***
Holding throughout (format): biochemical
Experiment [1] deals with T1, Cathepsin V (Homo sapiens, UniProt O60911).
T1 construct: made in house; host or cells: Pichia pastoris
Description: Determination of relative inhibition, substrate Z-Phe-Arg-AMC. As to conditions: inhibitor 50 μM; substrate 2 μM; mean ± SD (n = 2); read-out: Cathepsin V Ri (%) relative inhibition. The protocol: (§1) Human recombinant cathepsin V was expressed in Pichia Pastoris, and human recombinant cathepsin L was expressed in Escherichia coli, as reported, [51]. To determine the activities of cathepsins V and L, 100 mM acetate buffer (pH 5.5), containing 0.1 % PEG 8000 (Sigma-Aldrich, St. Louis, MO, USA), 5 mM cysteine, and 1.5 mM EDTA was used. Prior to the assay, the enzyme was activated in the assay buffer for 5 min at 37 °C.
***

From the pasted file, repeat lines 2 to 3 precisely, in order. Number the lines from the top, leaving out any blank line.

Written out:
Experiment [1] deals with T1, Cathepsin V (Homo sapiens, UniProt O60911).
T1 construct: made in house; host or cells: Pichia pastoris